Why is that?  If we watch an episode of Wild Kingdom starring Marlin Perkins following the annual migration of wildebeests we can see in real time how we seem to act.  Just keep our heads down, move with everyone else and don’t venture away from the herd.  “Damn that river crossing, I’m staying right in the middle and just trying to survive.” Never mind a new route that may make more sense.

Does the fear of failure suppress risk taking?  Creation of new products or services should be initiated among funeral professionals because that’s where the “rubber hits the road” (more on this particular reference in the next paragraph), but the majority of something new comes from outside, not within.  Is it because everyone is so busy and simply putting extra time into something that may not work out isn’t worth the effort?  Did you know the modern day church truck was invented by Samson Diuguid, a funeral director back in the 1800’s in Lynchburg, Virginia? Because church aisles were too narrow for pallbearers to walk on both sides of a coffin, Diuguid created a much used product that made our job easier and the funeral experience better.

What about taking a risk in the funeral industry that my invoke ridicule and embarrassment?  Oh no, not from fellow funeral professionals!  Back to the Diuguid folks, they actually had the gall to use a rubber wheeled and a motorized hearse to carry a casket!  It’s said that other funeral directors made fun of Diuguid and even coined the contraption “blasphemous to the profession.” We have the same twits in abundance today and you can see them flitting around “busy” at funeral meetings and conventions.  They are easy to spot; usually adorned in full funeral director dress inclusive of suit, white shirt, and not too flashy tie.  Funny, since there isn’t a family to serve in site…impressive huh?  Interesting about this particular sect of the herd is that they themselves have never invested, created or invented anything in their lives however are the first in line with nay saying gibberish ridicule of “my families won’t” or “that will never” and so on. Funny though, when the something new takes hold they follow rest of the herd sometimes too late as the crocks are lurking for the finely-adorned stragglers.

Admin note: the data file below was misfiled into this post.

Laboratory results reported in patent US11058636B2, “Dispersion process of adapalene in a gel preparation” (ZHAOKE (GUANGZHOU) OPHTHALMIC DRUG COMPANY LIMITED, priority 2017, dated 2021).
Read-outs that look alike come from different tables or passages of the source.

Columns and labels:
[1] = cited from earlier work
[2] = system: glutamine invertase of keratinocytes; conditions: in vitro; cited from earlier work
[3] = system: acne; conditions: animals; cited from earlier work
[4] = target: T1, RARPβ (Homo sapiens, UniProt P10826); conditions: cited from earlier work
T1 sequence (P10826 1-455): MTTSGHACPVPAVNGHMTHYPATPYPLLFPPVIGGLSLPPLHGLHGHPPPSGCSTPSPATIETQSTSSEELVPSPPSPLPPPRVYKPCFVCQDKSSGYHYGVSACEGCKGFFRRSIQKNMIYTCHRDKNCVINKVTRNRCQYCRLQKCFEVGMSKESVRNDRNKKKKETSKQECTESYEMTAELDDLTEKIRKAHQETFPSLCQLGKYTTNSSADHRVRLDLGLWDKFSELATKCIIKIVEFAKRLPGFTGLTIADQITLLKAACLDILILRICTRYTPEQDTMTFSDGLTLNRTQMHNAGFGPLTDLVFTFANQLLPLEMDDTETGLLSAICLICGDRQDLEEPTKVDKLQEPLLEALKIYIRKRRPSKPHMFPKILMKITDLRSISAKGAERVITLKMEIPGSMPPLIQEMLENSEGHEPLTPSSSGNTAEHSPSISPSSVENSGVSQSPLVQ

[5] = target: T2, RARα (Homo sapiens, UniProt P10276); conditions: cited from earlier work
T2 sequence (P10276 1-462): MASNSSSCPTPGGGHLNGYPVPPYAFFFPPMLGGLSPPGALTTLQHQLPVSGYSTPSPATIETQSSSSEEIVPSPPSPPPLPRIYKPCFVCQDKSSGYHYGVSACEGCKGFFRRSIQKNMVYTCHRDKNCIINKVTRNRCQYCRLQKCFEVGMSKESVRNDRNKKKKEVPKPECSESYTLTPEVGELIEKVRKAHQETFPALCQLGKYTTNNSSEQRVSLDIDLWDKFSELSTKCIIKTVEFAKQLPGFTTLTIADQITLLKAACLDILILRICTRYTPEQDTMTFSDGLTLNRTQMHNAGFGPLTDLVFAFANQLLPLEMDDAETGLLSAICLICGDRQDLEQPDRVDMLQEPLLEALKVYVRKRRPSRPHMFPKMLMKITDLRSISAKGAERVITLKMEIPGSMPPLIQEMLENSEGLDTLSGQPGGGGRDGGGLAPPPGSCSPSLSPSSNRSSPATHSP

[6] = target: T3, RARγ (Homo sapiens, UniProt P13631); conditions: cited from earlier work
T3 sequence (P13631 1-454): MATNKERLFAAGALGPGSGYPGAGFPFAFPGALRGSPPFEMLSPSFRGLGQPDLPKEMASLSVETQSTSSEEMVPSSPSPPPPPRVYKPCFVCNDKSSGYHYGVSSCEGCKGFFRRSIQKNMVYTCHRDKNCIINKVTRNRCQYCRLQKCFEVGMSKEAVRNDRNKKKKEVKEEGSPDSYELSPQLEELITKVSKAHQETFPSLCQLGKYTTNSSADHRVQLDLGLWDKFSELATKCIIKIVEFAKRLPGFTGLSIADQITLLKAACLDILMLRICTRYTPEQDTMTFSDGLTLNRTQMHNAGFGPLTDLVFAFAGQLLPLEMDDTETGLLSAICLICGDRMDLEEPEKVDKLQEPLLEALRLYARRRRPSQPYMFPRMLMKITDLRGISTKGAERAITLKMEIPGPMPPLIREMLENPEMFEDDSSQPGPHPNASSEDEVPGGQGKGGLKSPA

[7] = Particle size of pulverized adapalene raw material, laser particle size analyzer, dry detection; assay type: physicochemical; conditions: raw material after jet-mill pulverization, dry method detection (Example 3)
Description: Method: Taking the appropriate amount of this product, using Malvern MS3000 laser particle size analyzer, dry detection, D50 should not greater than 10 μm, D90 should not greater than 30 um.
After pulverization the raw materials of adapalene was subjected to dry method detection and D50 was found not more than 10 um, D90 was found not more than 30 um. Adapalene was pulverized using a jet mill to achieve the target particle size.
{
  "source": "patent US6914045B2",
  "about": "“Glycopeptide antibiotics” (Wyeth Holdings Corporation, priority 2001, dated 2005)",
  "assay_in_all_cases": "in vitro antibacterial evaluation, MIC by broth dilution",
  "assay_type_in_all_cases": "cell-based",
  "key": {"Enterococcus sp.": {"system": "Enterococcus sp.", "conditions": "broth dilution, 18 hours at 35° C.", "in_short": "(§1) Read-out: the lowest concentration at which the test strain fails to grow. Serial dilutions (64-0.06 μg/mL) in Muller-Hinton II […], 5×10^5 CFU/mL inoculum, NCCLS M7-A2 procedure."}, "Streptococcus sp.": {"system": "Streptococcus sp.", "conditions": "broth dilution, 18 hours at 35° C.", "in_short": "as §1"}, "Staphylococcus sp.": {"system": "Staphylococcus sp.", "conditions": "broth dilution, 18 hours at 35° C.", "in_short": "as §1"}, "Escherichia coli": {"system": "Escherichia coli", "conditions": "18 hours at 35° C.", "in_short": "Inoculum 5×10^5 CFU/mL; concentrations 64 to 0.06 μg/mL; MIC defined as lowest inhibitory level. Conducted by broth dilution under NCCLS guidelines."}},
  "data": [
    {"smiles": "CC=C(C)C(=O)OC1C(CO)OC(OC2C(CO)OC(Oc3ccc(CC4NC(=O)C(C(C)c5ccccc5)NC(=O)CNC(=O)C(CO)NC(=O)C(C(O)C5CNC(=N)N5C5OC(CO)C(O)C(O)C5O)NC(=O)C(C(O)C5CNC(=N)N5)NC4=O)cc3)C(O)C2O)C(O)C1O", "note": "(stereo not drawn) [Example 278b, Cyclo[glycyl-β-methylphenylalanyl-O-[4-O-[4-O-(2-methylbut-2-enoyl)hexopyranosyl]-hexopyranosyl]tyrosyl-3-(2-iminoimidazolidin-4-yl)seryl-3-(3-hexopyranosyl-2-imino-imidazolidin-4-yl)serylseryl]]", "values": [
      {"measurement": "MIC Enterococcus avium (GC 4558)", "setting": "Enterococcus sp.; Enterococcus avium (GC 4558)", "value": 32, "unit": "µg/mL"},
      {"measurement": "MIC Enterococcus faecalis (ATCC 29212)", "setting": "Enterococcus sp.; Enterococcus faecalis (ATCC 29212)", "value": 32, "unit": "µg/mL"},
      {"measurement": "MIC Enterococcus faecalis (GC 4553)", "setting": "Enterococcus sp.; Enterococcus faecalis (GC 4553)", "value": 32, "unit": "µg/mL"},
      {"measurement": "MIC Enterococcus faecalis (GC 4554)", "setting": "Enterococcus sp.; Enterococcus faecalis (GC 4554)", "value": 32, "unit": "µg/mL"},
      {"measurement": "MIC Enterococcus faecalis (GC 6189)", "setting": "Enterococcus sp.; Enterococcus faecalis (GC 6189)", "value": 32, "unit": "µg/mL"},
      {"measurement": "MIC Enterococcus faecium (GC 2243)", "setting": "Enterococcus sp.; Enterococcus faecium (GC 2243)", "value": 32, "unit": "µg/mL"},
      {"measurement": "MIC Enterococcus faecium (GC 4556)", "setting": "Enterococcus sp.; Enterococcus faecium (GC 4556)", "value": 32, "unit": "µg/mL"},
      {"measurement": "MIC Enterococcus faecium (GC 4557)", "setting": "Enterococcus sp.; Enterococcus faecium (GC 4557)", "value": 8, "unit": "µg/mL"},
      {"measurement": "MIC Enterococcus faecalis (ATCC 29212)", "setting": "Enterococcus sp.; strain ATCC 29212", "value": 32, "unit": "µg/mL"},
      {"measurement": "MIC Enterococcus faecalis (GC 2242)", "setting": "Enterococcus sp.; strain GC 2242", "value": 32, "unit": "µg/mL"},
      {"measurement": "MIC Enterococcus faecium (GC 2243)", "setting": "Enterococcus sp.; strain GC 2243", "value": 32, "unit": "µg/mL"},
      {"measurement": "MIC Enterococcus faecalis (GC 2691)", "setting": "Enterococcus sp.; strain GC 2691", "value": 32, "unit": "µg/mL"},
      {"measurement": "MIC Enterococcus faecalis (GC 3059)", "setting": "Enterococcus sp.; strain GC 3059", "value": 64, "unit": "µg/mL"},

As for me, I’m going deep in the mine with a cage full of canaries and keeping my #FNhustle on to make #FNchange to better our industry. Yep, I’m going to fail at some of my initiatives.  Yep, I’m going to be ridiculed (however not to my face because the before-mentioned finely-adorned, nay-saying eunuchs who literally don’t have the balls to do so).  And yep, I’m going to succeed and just keep mining.

I challenge you to go get some canaries and enter the mine; it’s hard, nasty work, you might fail and get laughed at or you may actually do something to make a difference. If not, please start shopping because the new season of conventions and meetings are starting and you’ll need to be seen.  From behind a thick fog of smoke in the Command Post, Cheers Y’all! #thefuneralcommander

 

 

who is laughing

Many current owners, managers, funeral directors, and leaders of the funeral industry grew up in the same era I did.  As for the younger crowd, this will be foreign to you simply because you were not alive during this period and the world has significantly changed…for the better.

There was a time that American consumers made fun of foreign-made Datsun, Honda, and Toyota cars because they were classified as cheaply made and unreliable especially by the American auto manufacturers.  Fast forward to 2016; Datsun (now Nissan), Honda, and Toyota are all on top of the heap for value, reliability, and sales in the U.S.  Evolving from those same manufacturers are the Infiniti, Acura and Lexus luxury brands.  I’m certain the haughty and powerful American auto executives back in the day would be mortified at just how wrong they were having underestimated the resolve of their competition and the change in American consumer attitudes toward these cars today.  Anyone catching on yet?